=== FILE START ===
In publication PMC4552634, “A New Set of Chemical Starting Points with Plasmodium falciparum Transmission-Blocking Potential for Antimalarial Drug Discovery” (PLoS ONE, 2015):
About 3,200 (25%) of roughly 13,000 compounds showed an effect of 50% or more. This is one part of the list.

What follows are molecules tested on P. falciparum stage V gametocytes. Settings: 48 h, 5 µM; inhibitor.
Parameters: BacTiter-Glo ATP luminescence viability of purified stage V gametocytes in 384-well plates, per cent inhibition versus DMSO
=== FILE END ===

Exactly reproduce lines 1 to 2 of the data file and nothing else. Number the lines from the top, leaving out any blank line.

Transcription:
In publication PMC4552634, “A New Set of Chemical Starting Points with Plasmodium falciparum Transmission-Blocking Potential for Antimalarial Drug Discovery” (PLoS ONE, 2015):
About 3,200 (25%) of roughly 13,000 compounds showed an effect of 50% or more. This is one part of the list.